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When 16 people were shot dead at a South African tavern, few thought the investigation would lead to the kingdom of Lesotho, where a war between rival music gangs has claimed scores of lives.
South African police launched a manhunt this week for five suspects over the July 10 shooting, which saw assailants with high-calibre weapons descend on a Soweto bar and open fire on patrons seemingly at random.
More than 100 cartridges were found at the scene of a crime that shocked the nation.
Police identified one of the main suspects as Sarel Lehlanya Sello, a Lesotho man described as a "well-known" figure to law enforcement agencies in the Johannesburg area.
Sello is reported to be a leader of "Terene", a Lesotho gang rooted in "famo" music, a local form of hip-hop that has been tied to a wave of violence.
In images released by authorities, Sello can be seen sporting a beanie emblazoned with the word "Terene", which means "train" in the Sotho language, a reference to the great migrations of workers to South African mines in the 1970s.
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A traditional yellow and black shepherd's blanket -- the gang's colours -- is wrapped around his shoulders.
More than 15 percent of mountainous Lesotho's 2.2 million people live in South Africa.
The country is landlocked within its larger neighbour and economically dependent on it.
Detectives are tight-lipped on what could have triggered the shooting and have urged those with information to come forward.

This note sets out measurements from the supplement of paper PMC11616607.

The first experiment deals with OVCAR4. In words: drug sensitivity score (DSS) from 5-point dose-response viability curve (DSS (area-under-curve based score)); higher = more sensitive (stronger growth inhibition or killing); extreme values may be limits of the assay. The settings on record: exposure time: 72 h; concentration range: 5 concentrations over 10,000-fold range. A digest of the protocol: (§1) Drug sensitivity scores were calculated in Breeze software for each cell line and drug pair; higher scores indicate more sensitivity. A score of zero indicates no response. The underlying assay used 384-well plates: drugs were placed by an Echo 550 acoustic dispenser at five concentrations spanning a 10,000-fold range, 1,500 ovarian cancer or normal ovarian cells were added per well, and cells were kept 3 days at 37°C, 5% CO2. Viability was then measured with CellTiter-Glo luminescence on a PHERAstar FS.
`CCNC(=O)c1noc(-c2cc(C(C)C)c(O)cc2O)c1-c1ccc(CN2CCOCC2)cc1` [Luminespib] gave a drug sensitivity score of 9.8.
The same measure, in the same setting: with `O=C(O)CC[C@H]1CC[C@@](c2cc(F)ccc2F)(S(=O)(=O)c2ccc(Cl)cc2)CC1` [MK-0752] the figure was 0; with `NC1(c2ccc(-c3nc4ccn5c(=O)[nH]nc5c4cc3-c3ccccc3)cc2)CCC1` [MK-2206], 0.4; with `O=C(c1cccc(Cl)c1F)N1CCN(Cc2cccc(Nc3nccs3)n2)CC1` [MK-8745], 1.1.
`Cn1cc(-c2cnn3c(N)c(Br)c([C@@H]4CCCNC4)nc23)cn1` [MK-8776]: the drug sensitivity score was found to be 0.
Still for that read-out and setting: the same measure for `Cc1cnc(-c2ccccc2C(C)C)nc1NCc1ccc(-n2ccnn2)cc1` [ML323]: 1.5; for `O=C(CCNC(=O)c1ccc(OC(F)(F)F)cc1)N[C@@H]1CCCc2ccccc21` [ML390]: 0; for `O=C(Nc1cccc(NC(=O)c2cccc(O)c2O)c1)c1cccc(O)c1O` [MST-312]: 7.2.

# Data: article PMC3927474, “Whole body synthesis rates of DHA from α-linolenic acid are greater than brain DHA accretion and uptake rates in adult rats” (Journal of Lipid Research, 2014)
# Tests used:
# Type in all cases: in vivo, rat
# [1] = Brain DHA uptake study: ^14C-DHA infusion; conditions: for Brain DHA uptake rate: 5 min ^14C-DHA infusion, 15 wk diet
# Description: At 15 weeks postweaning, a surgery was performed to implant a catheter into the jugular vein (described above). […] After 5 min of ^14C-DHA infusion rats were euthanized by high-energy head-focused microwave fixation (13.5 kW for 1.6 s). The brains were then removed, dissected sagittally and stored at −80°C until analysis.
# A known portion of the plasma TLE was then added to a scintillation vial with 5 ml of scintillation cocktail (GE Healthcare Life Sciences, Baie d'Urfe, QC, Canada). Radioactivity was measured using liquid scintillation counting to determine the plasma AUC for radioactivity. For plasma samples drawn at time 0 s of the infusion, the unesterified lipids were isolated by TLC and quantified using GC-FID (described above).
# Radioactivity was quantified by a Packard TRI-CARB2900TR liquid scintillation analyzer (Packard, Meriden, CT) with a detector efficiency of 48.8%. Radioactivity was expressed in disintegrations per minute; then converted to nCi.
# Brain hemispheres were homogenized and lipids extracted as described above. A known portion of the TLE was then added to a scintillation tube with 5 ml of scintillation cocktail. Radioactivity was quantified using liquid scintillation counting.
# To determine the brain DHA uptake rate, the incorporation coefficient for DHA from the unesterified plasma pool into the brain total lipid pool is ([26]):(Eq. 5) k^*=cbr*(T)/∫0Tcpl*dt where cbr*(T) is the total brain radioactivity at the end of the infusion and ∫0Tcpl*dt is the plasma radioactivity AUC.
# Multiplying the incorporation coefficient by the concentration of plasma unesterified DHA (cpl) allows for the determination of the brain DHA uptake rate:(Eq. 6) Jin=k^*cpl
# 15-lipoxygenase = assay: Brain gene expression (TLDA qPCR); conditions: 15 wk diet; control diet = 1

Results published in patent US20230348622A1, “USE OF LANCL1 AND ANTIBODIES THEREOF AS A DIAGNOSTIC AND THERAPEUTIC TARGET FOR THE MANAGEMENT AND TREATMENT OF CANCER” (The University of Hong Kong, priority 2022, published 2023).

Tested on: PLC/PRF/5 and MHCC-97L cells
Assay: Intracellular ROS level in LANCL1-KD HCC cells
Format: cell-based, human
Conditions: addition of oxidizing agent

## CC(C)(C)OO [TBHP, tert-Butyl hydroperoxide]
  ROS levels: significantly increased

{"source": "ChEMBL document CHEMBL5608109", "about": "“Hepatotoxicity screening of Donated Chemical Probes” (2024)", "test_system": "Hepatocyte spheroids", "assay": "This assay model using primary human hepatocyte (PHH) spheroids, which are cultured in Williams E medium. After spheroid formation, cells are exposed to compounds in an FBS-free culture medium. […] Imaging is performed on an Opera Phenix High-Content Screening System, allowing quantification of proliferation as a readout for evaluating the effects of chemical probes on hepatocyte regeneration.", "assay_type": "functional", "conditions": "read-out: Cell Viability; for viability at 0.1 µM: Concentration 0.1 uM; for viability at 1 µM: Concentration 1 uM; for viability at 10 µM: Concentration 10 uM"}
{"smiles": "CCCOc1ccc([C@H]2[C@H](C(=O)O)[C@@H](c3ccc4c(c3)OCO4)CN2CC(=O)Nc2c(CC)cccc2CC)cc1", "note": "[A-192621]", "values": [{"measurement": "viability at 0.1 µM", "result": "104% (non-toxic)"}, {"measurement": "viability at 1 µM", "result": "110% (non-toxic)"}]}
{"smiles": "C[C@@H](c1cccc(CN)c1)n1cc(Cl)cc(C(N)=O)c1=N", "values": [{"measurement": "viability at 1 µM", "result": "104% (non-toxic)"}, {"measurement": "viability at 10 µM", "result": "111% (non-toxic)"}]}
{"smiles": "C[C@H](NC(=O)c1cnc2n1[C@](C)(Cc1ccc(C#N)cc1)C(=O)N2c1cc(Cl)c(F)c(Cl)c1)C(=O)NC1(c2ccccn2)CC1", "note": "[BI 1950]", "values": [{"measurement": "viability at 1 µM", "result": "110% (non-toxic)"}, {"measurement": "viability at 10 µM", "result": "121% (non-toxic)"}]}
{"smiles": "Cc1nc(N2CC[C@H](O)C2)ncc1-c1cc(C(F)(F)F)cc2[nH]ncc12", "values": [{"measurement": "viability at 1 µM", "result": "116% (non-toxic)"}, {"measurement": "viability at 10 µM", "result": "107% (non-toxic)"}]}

Meanwhile the suspects, wanted on 16 counts of murder and seven of attempted murder, are thought to be on the run "in a neighbouring country", according to authorities.
In Maseru, Lesotho's capital, it is difficult to loosen tongues on a gang war that several local sources say has killed about 100 people over the past 15 years.
The "famo" music scene has become almost clandestine, with shows now taking place under heavy police presence.
"It went out of control", famo singer Morena Leraba, told AFP about deadly rivalries, comparing the violence to the gang wars that marked the history of American rap in the 1990s.
The famo hails from the chants that black Lesotho labourers sang on the long journey to South Africa's diamond and gold mines about a century ago.
"Today, we would call it rap," said Rataibane Ramainoane, the founder of local radio station MoAfrika FM.
Early famo performers would sing of the tiring voyage to South Africa, the lonely evenings in the "shebeens" -- clandestine bars during apartheid -- and the harshness of everyday life.
Musical instruments were gradually introduced, with the accordion emerging as the emblem of a genre now considered as "the soul of the country".
"Famo is part of everyday (life). You hear it everywhere on the streets, in the taxi ranks," said Leraba.
As the music's popularity grew, white South African producers started to market records and by the end of apartheid, some artists were enjoying success selling thousands of copies.
With time, lyrics became more confrontational, as singers threw jabs at each other.
What started as a war of words, evolved into street violence.
"Some were jealous of those who sold better than them and literally started eliminating them," said Ramainoane.
Radio stations accused of favouring one group or another with more airtime, began receiving threats.
"It's God's miracle that I'm still alive," said Ramainoane.
After a spate of killings last year, Lesotho's police minister tried to ban the wearing of traditional blankets associated with the gangs -- some of which are suspected of being involved in illegal gold mining in South Africa.
Yet, despite a bad reputation some gangs enjoy cosy relationships with the political world.
Nkaku Kabi, the head of Lesotho's leading All Basotho Convention party, recently congratulated Terene members for recruiting many supporters, ahead of general elections next month.
Speaking from Europe where he is on tour, singer Leraba said he now spends little time back home, wanting to distance himself from a cycle of "endless revenge".
"Little brothers would join... the movement and sing and kill," he said.
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